Tyler the Creator reveals personal journey with new album “IGOR”

June 2, 2019

Following his 2017 album “Flower Boy,” Tyler the Creator’s newest creative vision “IGOR” features a series of titles that encapsulate his newfound wild energy. Out of the twelve songs in “IGOR,” there is something for everyone—a summery smash hit, alternative titles for those with a more niche music taste as well as less traditional but equally catchy songs. “IGOR” is Tyler the Creator’s personal awakening as he establishes his unique style within the music community. In his newest album, Tyler doesn’t hold back. His quirky, confident nature shines through in every track, lending itself to an intimate experience between the listener and artist.

Apple Music has capitalized on the early success of “IGOR” to bring in more listeners to the platform – a live music performance which was tweeted out a few days after the release of the album and demonstrates “IGOR’s” chance for commercial success.

Opening the album is the ominous “IGOR’S THEME” where a bass-heavy drum beat dominates the introduction. The inclusion of a preliminary track was an important step in making this album flow like a story; with every song you are taken through a journey of love and life. “IGOR’S THEME” is no exception. The first moments of the song are off-putting and feel incomplete due to a single, abrasive synth playing for 20 seconds. However, as the track progresses, the kick and subtle synth changes make it hard to turn off. Tyler’s light, airy vocals laid atop the simple beat create a satisfying, calming sound. The outro of “IGOR’S THEME” is reminiscent of Kanye West’s 2013 Album, “Yeezus,” which is known for its “organized chaos.”

“IGOR”’s introductory track is followed by the album’s most consumer-friendly track, “EARFQUAKE.” Its consistent bass and chorus of “don’t leave, it’s my fault” create a mellow aura that’s easy to listen to. Despite the track’s meticulous production, it falls short in terms of its lyrics with vague, meaningless vocabulary that keeps it in line with mainstream trends. Only a few stanzas long, the lyrics are repetitive and fail to add much to the album. However, the best part of “EARFQUAKE” is its midsection which features a unique break in the chorus for a much-needed interjection of Playboi Carti’s unconventional vocals. Carti’s raspy, animated voice cuts in as he perfectly and ridiculously adds character to the track.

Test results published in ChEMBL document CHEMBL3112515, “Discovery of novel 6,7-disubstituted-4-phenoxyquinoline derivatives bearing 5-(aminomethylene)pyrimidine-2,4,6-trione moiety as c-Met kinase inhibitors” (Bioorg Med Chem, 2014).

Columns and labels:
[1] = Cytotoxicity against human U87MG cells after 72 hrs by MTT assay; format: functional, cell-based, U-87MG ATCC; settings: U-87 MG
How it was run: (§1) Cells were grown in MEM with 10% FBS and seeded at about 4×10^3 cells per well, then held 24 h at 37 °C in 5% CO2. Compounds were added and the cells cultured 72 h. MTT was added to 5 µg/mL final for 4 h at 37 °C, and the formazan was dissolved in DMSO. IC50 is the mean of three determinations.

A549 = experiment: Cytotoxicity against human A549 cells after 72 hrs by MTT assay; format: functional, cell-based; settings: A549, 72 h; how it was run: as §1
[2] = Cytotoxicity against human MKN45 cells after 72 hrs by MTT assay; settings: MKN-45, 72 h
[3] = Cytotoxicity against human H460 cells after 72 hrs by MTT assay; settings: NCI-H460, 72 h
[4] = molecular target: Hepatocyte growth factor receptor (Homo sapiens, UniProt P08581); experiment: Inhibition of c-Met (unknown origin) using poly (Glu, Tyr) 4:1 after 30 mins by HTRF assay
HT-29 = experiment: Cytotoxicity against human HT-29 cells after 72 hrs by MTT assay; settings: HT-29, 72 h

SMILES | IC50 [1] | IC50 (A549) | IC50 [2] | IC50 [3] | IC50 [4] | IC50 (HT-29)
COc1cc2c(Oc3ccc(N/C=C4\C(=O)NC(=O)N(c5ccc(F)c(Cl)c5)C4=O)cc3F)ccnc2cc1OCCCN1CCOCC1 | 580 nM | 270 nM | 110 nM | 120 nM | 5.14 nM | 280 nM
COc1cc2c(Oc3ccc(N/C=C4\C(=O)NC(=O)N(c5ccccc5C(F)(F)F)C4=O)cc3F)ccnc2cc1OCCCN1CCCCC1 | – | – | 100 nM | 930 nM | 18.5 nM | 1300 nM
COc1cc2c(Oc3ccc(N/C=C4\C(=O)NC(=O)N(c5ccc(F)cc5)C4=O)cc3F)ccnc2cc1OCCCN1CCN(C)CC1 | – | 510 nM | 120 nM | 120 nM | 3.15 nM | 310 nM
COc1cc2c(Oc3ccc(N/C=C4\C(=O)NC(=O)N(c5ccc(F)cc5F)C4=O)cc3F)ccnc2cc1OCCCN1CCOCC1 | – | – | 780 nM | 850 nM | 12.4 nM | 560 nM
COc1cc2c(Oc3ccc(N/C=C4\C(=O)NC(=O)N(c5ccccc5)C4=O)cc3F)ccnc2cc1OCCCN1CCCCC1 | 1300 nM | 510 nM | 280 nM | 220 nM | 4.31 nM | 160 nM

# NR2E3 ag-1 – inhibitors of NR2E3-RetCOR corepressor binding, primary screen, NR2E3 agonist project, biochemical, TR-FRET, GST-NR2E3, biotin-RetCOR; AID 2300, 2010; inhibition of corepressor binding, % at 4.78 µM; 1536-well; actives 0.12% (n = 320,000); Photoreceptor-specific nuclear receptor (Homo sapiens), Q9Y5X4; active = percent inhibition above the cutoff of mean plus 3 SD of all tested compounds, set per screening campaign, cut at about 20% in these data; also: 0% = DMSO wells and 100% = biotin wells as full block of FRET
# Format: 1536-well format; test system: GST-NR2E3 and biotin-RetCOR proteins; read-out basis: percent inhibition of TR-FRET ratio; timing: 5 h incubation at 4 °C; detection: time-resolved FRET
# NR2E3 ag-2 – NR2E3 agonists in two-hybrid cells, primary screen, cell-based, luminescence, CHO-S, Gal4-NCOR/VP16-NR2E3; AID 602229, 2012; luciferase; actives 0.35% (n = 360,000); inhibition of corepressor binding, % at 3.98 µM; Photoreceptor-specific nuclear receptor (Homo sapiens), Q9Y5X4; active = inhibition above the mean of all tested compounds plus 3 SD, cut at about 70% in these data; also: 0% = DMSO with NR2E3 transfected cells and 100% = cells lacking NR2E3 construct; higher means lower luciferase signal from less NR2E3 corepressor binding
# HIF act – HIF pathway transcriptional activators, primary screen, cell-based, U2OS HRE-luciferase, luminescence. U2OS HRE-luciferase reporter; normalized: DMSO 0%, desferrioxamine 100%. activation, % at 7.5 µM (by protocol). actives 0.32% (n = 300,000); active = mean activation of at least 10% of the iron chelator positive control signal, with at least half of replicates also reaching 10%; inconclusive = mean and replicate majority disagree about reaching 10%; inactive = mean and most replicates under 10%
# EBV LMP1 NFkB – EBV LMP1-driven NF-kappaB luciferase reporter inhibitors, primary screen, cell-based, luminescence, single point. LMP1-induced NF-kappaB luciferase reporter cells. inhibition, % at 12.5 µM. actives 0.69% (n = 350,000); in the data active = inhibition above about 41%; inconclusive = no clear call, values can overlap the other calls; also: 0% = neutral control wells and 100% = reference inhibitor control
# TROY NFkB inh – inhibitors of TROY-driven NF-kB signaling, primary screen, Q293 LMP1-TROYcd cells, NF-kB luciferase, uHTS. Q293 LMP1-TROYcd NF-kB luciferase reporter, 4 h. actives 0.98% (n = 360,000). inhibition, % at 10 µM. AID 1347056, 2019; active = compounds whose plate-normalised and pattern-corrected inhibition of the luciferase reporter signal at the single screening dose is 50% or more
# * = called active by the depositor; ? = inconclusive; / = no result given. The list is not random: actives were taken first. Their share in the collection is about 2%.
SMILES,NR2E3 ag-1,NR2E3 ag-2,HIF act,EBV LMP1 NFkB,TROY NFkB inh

“I THINK,” my personal favorite, goes back to basics in a beautiful harmony between Solange’s smooth vocals and Tyler’s unique sound that mimics early 2000s hip hop. The first minute produces a sound

Prior to the release of “IGOR,” several short clips were released on Youtube to tease “EARFQUAKE” and “IGOR’S THEME.” The album is marked by Tyler the Creator’s signature goofy look in a blond wig and oversized suit.

similar to Kanye West’s early album, “Late Registration.” Solange’s pleading voice adds a somber tone to the track as it progresses; the contrast between her vocals early in the song and towards the end creates a feeling of relief as you listen.  

“IGOR” maintains a flawless balance between a variety of styles and sounds; from the arpeggiator in “RUNNING OUT OF TIME” to the bouncy bass of “PUPPET,” despite using so many different aspects, each track manages to feel interconnected. The result is an album that moves like a story and culminates into Tyler’s new persona.

The unsettling, somewhat strange production of “WHAT’S GOOD” and “NEW MAGIC WAND” give us a break from the calmer, more summery tracks on the album. “WHAT’S GOOD”’s inclusion of a pink-panther style piano sample gives the hard-hitting lyrics a lighter tone. Both tracks add a quick, sporadic quality to the album, revealing Tyler’s topsy-turvy emotional journey in this release.

Although “IGOR” does not boast “Flower Boy’s” power to transform and transfix its listeners in the mind-boggling way it did, it succeeds in garnering a wider fan base for Tyler. Features from Playboi Carti, Solange and Kanye draw in a larger audience yet still preserve the Tyler’s creative vision. Put simply, this album is not as much for Tyler’s day-one fans as it is for the masses.

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